Then, we want to segment further by making sure both criteria are met: They’re from the U.K., and they’re coming from Instagram. Because even if it’s worth running ads on Instagram, it may not be worth targeting this particular location-based audience on that platform.

For instance, maybe its U.K. traffic comes mostly from Facebook or YouTube. In this circumstance, we found that not many sessions or sales came from this combined segment.

But before we jump to Instagram shoppable ads in the U.K. not being valuable for Estelle’s Secret, these numbers could be due to the fact that shoppable ads haven’t been available for the U.K. and testing them may yield some new results.

Finally, I want to take a look at its audience actually on Instagram itself. Who are its most engaged followers? If we gave them an easier route to buy, would it change the game for Estelle’s Secret? Perhaps.

Out of 26,369 followers, 4 percent were from the U.K.—so, roughly 1,055 followers. But wait, there’s also a larger audience from Brazil, which is another ad expansion region. Additionally, even though lower than the U.K., we also have France weighing in here as a country for which these ads can now be utilized. So, we’re actually looking at 11 percent, giving us roughly 2,901 followers.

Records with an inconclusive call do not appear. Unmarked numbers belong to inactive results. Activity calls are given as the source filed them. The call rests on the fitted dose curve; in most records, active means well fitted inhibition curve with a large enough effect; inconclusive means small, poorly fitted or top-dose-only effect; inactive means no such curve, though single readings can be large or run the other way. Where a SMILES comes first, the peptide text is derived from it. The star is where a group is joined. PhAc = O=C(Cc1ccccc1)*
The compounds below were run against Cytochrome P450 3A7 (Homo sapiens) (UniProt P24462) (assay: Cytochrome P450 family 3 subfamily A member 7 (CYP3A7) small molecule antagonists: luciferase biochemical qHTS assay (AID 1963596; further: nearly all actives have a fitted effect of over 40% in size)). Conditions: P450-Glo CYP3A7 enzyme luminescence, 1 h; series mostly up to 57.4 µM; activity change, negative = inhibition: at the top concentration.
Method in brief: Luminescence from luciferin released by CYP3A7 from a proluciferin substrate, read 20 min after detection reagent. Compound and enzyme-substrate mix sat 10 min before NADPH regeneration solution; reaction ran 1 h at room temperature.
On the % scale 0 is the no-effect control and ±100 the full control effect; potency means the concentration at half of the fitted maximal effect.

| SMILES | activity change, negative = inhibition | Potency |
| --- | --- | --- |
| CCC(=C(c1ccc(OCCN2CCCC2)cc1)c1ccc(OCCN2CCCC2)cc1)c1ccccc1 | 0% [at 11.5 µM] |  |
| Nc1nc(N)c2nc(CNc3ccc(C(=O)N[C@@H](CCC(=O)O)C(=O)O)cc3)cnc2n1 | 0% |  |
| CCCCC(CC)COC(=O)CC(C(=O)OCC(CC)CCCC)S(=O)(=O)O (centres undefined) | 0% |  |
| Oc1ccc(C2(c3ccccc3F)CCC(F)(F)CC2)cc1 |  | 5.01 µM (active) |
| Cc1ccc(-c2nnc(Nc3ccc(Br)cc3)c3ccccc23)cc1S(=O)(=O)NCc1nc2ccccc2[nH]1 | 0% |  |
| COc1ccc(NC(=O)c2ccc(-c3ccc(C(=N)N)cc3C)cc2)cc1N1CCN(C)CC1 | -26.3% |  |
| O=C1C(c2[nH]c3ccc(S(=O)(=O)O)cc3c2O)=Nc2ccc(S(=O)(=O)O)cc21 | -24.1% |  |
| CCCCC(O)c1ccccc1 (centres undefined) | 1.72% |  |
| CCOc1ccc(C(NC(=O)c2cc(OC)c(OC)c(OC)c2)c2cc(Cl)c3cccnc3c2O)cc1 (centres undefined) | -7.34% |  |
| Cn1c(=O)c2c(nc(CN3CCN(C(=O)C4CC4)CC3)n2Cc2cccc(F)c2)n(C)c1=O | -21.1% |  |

That’s still a good chunk. And who’s to say that this particular grouping of followers won’t end up being repeat customers, or those that drive more lifetime value ( than some of the others we currently have in the U.S.? Until we test running ads to them, we really don’t know.

So, how have their Instagram ads been performing previously for Estelle’s Secret? Although success in one region isn’t a direct indication of success in another region, it at least gives us some idea if the channel has been successful from a paid advertising standpoint.

Without giving away direct numbers, 78.4 percent of all link clicks and 97.4 percent of all website purchases over the same period we looked at in analytics isn’t too shabby. Of course, this is all subjective and highly dependent on your business, but those seem like decent percentages to me for this industry. At least, it’s enough for me to give shoppable ads for these new areas a go.

Wrap-up on Instagram shoppable ads

As you might already know, there are several factors beyond just location or the mere running of ads on the platform period that impact success such as imagery, calls to action, offers, copy or further audience criteria you might have chosen to segment by.

My agency, KlientBoost, has a blog post about Instagram ads if you’re just getting started or looking to optimize your campaigns on the platform by looking at the many factors involved.

Also, recently, Instagram has been testing Facebook shoppable collection ads . If you’re unfamiliar, you can see an example of a good collection ad campaign here.

Collection ads let you showcase your product from different angles. If one image doesn’t resonate, another might. Just like with shopping tags, the more we can give upfront to the viewer without asking them to invest in a click or navigate away from the current platform they’re engaging with, the better.

It’s basically conversion rate optimization for social media, and after all, that perfect blend of pay per click and CRO is really what I’m all about.

Johnathan Dane is the founder of KlientBoost, a pay-per-click agency focusing on conversion rate optimization and aggressive testing.